“In Passing”  Story, by Želimir Koščević

It is easy to present the world in its full, diversified beauty. But the real challenge begins where the attractiveness of beauty is superseded by the intricate mythical structure and spirituality on which civilizations and cultures rest. In other words, a serious discussion about photography begins when the photographer, through the medium which he fully controls, succeeds in capturing the fluid of the location’s aura, and when the image is filled with that energy that affects not our eye but our soul. These are the “equivalents” Alfred Stieglitz searched for in his own time: to achieve a spiritual balance between reality and the image...

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 The Portrait in Marin Dimeski’s Photographs, by Boris Petkovski, Ph.D.

... Most probably there is a retroactive influence of (art) photo-realism on his fundamental current stylistic standpoints (mostly from the works of Anastasov and Lulovski). Some portraits have baroque and romantic elements (the gradation of light and dark areas and characteristic poses remind us of Courbet’s early “romantic” self-portraits in Dimeski’s pictures of the painter R. Korubin and the photographer V. Akimović), or of the Spanish art tradition, as far back as Goya (Anastasov’s portrait). Some portraits are close to some older models from the past (T. Lulovski’s portrait, to Durer’s self-portrait from his mature period)...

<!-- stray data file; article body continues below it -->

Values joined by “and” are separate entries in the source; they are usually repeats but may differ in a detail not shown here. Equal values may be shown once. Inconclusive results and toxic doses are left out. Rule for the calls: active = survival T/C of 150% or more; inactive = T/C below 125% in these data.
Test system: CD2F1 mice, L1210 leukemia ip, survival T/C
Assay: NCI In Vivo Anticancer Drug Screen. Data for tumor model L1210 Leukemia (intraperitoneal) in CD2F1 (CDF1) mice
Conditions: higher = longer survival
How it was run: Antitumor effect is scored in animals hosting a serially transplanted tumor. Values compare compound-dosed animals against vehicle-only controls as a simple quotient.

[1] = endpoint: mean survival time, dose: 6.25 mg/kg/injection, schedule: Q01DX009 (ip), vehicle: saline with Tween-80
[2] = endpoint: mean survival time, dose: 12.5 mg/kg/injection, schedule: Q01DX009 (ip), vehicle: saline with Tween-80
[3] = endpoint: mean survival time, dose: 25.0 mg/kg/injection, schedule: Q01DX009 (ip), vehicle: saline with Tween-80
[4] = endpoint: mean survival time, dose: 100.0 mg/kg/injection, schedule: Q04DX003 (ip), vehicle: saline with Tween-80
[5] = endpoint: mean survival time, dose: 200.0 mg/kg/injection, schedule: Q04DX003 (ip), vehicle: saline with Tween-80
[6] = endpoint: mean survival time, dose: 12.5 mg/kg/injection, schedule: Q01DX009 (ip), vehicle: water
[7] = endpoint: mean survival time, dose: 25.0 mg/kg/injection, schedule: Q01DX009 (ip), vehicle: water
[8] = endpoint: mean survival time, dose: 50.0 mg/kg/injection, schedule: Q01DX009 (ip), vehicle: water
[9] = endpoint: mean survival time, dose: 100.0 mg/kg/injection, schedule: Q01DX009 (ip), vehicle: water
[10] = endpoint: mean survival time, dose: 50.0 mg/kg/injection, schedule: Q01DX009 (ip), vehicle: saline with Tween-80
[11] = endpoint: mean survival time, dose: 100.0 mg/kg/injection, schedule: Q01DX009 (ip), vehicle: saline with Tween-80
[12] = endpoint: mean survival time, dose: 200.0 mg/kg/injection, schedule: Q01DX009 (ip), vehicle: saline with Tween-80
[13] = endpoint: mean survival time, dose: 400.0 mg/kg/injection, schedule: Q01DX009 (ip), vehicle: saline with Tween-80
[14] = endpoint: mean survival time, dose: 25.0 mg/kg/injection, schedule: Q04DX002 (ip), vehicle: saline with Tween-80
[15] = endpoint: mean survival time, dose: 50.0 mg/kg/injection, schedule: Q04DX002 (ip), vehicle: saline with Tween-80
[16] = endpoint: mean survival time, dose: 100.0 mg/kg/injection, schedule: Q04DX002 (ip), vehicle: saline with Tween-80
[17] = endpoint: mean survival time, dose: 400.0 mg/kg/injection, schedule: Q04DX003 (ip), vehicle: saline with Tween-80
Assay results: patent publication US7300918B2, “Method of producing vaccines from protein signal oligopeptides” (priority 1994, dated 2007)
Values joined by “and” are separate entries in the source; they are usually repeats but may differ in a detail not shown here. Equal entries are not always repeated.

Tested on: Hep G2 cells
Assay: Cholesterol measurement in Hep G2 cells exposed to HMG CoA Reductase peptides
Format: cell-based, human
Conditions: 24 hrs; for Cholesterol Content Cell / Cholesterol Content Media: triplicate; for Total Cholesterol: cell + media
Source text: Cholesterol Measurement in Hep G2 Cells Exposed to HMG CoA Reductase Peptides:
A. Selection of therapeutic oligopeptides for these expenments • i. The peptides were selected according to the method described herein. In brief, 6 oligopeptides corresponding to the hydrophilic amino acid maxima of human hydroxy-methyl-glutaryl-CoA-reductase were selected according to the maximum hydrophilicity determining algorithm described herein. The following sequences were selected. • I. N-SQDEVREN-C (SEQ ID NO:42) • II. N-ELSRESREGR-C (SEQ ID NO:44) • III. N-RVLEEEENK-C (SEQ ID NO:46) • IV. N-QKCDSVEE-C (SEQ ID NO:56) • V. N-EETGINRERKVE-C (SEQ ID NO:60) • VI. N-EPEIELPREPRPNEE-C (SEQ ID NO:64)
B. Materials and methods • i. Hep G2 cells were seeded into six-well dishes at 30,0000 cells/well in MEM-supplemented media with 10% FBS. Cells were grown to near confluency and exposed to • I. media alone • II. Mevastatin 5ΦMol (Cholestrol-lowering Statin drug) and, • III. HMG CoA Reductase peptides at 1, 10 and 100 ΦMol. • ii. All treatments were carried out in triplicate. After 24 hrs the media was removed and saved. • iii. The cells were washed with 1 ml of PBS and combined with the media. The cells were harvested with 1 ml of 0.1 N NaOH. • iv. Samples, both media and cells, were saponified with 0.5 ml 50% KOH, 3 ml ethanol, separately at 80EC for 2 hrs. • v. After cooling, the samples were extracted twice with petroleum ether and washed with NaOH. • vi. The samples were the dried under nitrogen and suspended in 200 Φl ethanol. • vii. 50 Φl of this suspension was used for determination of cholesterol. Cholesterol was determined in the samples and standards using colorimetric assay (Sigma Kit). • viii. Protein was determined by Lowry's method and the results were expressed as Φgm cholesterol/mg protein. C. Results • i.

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  Marin Dimeski Photography
 by Lazo Plavevski 
 
... In his laboratory he later opted for relationships that displayed less contrast, with greater respect for the information found in the negative, although in this approach, too, the artist tended to compose carefully the tonal relationship so that he could give specific directions to the glance which was supposed to ‘slide’ along the photograph... 
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